48.On the subject of inheritance, the Civil Code of Uzbekistan, unlike Islamic law, gave equal inheritance rights to men and women. On forced marriage, article 136 of the Criminal Code stipulated that forcing a woman to marry or to continue marital cohabitation, or kidnapping a bride to marry her against her will, or preventing a woman from marrying, were punishable by either a fine of 25 times the minimum wage or up to three years’ imprisonment. He did not have any information on whether those measures were effective or whether studies had been done on the issue. Forced marriages, if discovered, were annulled as illegal and invalid. NGOs had played a major role in changing people’s attitudes towards marriage, and the fact that people accepted changes such as the raising of the marriage age for girls was a sign that the seminars held in rural areas had been successful. It should be remembered that Uzbekistan was home to more than 100 separate ethnic groups and that paying for or kidnapping brides were traditional among some of them. Kidnapping a bride was a crime, but often it was treated as part of the marriage ceremony, with the full agreement of both parties, and regarded as merely a custom, along with the payment of a symbolic bride price.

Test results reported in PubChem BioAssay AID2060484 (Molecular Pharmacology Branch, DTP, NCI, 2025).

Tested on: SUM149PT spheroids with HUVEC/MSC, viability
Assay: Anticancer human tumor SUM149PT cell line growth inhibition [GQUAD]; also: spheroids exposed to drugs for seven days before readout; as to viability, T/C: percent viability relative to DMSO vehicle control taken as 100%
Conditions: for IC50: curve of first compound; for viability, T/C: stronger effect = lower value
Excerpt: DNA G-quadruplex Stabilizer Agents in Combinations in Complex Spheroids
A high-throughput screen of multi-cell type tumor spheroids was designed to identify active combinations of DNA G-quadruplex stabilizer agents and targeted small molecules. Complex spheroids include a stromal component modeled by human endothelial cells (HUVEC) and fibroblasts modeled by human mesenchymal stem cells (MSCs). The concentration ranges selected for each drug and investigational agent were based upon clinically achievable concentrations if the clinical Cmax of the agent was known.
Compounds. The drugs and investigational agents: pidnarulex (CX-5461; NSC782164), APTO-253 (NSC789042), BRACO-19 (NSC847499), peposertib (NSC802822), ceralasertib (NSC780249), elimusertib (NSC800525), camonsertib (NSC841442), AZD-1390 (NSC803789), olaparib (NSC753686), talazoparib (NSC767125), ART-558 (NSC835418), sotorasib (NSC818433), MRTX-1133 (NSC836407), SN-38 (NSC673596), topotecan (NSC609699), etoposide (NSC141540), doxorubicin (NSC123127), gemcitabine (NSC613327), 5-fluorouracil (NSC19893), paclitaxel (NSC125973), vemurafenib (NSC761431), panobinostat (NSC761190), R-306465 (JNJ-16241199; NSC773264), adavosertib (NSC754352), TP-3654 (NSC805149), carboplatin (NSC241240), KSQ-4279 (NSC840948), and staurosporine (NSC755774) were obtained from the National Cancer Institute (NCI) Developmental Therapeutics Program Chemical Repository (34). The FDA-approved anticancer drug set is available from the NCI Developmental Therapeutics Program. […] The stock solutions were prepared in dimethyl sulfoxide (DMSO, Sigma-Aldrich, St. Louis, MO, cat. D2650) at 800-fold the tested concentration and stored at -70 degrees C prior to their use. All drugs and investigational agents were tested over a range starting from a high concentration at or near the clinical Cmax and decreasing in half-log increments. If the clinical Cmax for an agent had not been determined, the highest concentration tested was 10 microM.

49.Ms. Norboeva (Uzbekistan), on the subject of work done by women in the home, stated that most common kinds of the work done in the home were raising animals, growing and processing crops, light industry and producing foodstuffs. When the community learned that a religious marriage had taken place without a civil ceremony, mediators from the makhallya would intervene. They acted as consultants, whose authority was moral rather than religious, and they worked individually with the families concerned.